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Monarch chrysalis day 16

Being at home for six weeks has made me realize how much I have to be grateful for. I am so grateful to live in a home where I can go outside into my yard to enjoy the natural world. I’m grateful I can keep in touch with friends and family who are far away. I’m grateful for my health and the health of my family and friends. I’m grateful I am physically able to get out and exercise in the fresh air.

Many thanks to Amy for this weeks Lens-Artists Photo Challenge – At Home

Inspired by Discover Prompt Grateful.

Lens-Artists #88: Chaos

This week  Ann-Christine has chosen Chaos as the theme for the Weekly Photo Challenge.

I experienced chaos first hand this week when I made a routine trip to the grocery store. I wasn’t there for toilet paper, hand sanitizer or cleaning supplies but apparently every one else was. It was a total mad house with not enough cashiers to handle the crowd. I was glad to get out of there with my few groceries (and wine)!

So, to bring a lighter note to this post I chose some photos of chaos in the animal world.

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Feeding frenzy at the St. Augustine Alligator Farm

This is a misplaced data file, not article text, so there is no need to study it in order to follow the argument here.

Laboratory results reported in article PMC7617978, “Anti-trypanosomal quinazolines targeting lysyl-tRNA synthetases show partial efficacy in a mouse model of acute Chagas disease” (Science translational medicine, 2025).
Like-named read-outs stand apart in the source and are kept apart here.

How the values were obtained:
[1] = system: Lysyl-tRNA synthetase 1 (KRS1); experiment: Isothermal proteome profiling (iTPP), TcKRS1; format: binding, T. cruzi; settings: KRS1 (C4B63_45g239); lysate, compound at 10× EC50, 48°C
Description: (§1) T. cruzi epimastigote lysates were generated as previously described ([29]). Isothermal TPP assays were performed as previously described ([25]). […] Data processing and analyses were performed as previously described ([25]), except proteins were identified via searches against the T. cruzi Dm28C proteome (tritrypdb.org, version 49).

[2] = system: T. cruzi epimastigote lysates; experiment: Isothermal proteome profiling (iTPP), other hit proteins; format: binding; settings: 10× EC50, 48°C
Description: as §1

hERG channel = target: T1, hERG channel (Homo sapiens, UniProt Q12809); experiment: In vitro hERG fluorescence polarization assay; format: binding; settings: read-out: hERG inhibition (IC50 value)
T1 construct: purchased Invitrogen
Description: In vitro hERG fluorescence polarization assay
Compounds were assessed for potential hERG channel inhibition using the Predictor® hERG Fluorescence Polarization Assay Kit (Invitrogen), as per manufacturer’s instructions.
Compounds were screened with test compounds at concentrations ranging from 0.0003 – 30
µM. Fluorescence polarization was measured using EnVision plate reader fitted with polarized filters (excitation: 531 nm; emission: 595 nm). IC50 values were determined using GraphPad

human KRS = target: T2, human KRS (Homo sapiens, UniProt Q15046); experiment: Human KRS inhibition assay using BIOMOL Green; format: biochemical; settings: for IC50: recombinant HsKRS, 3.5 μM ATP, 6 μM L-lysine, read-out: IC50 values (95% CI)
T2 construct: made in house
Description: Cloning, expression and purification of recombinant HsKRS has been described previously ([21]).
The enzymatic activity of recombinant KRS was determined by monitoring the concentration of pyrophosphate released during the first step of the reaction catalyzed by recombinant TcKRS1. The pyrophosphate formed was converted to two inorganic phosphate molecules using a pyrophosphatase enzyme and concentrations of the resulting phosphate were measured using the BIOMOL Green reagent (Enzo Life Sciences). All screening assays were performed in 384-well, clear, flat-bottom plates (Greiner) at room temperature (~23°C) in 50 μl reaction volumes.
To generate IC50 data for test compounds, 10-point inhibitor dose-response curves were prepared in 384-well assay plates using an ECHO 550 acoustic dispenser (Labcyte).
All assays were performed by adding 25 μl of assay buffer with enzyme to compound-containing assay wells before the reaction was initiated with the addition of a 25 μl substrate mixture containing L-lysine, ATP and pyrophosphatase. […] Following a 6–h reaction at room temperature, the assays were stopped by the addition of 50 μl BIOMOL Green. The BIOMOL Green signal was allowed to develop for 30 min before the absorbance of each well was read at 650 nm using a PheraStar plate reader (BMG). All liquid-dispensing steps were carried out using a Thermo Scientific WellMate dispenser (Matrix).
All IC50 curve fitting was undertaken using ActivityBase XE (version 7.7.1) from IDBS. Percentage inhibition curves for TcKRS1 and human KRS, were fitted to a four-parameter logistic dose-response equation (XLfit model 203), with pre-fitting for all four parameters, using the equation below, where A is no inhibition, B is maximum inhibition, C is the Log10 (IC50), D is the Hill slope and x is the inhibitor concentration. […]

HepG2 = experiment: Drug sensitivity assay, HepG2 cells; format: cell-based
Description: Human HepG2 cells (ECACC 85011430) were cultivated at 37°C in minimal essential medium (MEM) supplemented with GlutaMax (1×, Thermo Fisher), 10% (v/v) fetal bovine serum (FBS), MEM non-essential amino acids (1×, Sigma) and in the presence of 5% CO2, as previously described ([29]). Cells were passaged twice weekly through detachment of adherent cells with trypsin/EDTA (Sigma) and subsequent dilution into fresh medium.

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When the shrimpers clean their nets, seagulls come by for an easy meal

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Salmon returning to the fish hatchery in Valdez, Alaska

Many thanks to Ann-Christine for this weeks Lens-Artists Photo Challenge – Chaos

Lens-Artists #87: Reflections

This week’s photo challenge is from our guest host Miriam. The theme this week is Reflections.

As I browsed through my photos I found a few with reflections off the surface of a body of water.

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Crescent Lake, Washington

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Little Ocmulgee State Park, Georgia

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Reflections of a palm tree in the Silver River, Florida

Early morning birds at Eco Pond near Flamingo Campground
Early morning birds at Eco Pond near Flamingo Campground

Many thanks to our guest host Miriam for this weeks Lens-Artists Photo Challenge – Reflections